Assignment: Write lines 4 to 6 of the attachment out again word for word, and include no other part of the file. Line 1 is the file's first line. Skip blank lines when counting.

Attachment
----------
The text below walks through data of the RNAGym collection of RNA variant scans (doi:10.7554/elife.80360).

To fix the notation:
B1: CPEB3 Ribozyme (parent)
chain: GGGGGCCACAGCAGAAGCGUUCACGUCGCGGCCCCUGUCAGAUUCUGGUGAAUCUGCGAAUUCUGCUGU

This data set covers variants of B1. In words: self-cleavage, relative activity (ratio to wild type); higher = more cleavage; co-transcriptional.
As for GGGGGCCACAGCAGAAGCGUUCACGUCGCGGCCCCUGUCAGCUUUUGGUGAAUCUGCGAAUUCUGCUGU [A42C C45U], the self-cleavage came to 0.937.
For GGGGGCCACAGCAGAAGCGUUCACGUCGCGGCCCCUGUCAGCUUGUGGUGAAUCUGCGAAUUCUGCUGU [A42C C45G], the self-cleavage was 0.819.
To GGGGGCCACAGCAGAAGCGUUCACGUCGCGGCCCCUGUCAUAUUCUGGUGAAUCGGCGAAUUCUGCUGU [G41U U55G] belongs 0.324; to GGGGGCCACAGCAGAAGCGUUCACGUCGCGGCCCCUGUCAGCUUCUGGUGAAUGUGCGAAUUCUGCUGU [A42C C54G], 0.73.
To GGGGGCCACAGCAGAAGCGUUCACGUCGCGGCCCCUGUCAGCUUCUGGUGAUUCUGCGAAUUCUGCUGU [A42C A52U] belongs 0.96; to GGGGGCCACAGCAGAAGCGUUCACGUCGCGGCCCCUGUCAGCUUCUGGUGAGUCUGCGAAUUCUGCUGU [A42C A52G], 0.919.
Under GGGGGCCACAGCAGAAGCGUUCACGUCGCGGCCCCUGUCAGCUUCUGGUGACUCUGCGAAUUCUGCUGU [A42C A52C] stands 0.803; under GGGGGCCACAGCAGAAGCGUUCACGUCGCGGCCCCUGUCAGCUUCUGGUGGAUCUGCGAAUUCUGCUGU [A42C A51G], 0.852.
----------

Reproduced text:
chain: GGGGGCCACAGCAGAAGCGUUCACGUCGCGGCCCCUGUCAGAUUCUGGUGAAUCUGCGAAUUCUGCUGU

This data set covers variants of B1. In words: self-cleavage, relative activity (ratio to wild type); higher = more cleavage; co-transcriptional.
As for GGGGGCCACAGCAGAAGCGUUCACGUCGCGGCCCCUGUCAGCUUUUGGUGAAUCUGCGAAUUCUGCUGU [A42C C45U], the self-cleavage came to 0.937.